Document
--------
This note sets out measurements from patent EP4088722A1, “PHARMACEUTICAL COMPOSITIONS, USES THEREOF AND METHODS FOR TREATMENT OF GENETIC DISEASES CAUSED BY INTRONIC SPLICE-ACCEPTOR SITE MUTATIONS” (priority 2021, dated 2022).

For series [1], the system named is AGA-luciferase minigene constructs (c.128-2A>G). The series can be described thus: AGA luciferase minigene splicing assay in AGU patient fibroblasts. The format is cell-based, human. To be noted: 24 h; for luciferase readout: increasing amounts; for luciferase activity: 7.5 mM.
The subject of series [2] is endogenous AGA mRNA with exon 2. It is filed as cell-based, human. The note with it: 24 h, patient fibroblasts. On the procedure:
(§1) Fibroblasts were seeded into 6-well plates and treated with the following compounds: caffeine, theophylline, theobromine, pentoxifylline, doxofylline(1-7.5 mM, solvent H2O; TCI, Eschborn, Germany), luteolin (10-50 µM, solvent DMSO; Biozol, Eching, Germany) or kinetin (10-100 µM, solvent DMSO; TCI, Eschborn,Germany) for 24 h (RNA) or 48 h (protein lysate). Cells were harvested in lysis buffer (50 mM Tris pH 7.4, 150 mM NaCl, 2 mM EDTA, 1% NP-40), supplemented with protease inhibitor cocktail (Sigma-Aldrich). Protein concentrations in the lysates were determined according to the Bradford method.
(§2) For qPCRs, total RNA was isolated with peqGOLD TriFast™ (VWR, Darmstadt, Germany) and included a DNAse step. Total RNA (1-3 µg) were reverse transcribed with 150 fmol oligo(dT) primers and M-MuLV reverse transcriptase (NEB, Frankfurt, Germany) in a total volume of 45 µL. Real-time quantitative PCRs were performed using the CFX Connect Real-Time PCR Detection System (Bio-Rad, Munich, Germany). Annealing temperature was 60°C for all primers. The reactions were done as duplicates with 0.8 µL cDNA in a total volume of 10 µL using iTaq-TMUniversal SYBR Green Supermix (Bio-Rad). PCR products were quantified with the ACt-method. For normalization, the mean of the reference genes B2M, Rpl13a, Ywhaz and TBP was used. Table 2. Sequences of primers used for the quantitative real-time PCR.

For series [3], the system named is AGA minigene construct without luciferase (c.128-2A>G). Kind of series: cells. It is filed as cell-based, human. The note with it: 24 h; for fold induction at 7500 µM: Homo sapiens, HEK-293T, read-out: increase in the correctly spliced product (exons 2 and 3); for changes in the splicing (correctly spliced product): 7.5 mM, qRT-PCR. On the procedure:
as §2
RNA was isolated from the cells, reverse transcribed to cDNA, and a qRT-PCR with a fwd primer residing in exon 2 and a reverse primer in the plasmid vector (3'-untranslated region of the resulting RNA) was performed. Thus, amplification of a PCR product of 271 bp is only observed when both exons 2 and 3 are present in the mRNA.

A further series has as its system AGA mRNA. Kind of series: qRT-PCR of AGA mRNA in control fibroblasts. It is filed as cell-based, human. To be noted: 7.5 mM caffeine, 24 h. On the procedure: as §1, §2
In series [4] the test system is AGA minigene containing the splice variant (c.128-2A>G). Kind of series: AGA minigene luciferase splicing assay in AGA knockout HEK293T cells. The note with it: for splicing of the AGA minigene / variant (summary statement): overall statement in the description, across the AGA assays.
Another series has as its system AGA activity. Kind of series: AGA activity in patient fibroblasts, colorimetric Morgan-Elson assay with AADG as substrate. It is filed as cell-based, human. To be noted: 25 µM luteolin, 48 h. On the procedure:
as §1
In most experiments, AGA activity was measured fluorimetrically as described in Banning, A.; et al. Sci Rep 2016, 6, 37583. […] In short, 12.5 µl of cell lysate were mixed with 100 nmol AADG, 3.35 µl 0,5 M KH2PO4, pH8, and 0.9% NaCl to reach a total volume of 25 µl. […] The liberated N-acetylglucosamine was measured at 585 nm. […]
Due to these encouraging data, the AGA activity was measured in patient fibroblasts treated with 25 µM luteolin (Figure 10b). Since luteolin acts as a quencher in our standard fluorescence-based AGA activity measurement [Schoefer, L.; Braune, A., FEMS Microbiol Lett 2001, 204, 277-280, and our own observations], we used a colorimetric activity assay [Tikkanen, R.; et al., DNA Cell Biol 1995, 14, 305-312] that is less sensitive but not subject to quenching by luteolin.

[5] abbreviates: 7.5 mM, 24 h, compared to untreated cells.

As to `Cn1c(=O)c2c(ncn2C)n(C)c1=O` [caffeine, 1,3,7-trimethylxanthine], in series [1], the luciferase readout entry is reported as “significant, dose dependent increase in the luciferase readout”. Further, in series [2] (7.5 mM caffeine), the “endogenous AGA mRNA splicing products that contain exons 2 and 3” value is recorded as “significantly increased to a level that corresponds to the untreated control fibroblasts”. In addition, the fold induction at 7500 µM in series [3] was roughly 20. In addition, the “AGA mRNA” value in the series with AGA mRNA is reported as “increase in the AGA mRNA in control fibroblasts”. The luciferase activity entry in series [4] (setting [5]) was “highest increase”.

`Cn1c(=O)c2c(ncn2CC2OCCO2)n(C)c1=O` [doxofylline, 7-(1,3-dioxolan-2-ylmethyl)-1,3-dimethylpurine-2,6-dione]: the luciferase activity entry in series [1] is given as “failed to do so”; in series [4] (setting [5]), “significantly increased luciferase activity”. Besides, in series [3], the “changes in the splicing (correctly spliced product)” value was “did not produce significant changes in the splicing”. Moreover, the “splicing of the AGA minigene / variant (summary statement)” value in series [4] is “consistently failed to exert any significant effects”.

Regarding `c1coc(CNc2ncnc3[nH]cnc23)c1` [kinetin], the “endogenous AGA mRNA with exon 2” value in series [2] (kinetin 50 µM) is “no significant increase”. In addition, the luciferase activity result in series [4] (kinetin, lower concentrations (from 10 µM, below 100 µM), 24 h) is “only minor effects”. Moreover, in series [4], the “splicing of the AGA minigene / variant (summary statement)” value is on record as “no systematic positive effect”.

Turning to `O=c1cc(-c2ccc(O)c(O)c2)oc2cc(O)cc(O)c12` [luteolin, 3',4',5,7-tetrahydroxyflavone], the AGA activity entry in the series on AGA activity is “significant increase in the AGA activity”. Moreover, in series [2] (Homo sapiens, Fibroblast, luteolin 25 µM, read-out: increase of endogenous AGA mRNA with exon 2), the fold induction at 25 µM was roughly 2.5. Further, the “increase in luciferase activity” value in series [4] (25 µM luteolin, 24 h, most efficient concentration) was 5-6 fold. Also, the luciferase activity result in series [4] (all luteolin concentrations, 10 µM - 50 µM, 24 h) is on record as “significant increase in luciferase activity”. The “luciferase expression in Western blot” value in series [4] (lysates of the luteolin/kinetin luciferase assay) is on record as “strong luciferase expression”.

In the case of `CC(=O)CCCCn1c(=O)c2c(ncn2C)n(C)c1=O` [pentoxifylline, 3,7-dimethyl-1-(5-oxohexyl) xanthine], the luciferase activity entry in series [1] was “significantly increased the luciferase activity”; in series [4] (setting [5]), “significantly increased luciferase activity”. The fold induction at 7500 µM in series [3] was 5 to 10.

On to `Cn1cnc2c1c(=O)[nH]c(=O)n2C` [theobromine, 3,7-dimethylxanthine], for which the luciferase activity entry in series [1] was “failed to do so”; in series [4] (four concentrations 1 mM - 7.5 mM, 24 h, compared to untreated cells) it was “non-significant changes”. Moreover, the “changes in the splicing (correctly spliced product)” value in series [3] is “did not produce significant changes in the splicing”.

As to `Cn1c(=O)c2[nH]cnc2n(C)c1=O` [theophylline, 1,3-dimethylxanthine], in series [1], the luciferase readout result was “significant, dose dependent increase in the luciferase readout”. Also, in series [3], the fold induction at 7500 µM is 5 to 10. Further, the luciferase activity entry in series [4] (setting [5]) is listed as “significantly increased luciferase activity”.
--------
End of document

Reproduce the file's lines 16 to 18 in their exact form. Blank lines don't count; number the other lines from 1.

As to `Cn1c(=O)c2c(ncn2C)n(C)c1=O` [caffeine, 1,3,7-trimethylxanthine], in series [1], the luciferase readout entry is reported as “significant, dose dependent increase in the luciferase readout”. Further, in series [2] (7.5 mM caffeine), the “endogenous AGA mRNA splicing products that contain exons 2 and 3” value is recorded as “significantly increased to a level that corresponds to the untreated control fibroblasts”. In addition, the fold induction at 7500 µM in series [3] was roughly 20. In addition, the “AGA mRNA” value in the series with AGA mRNA is reported as “increase in the AGA mRNA in control fibroblasts”. The luciferase activity entry in series [4] (setting [5]) was “highest increase”.

`Cn1c(=O)c2c(ncn2CC2OCCO2)n(C)c1=O` [doxofylline, 7-(1,3-dioxolan-2-ylmethyl)-1,3-dimethylpurine-2,6-dione]: the luciferase activity entry in series [1] is given as “failed to do so”; in series [4] (setting [5]), “significantly increased luciferase activity”. Besides, in series [3], the “changes in the splicing (correctly spliced product)” value was “did not produce significant changes in the splicing”. Moreover, the “splicing of the AGA minigene / variant (summary statement)” value in series [4] is “consistently failed to exert any significant effects”.

Regarding `c1coc(CNc2ncnc3[nH]cnc23)c1` [kinetin], the “endogenous AGA mRNA with exon 2” value in series [2] (kinetin 50 µM) is “no significant increase”. In addition, the luciferase activity result in series [4] (kinetin, lower concentrations (from 10 µM, below 100 µM), 24 h) is “only minor effects”. Moreover, in series [4], the “splicing of the AGA minigene / variant (summary statement)” value is on record as “no systematic positive effect”.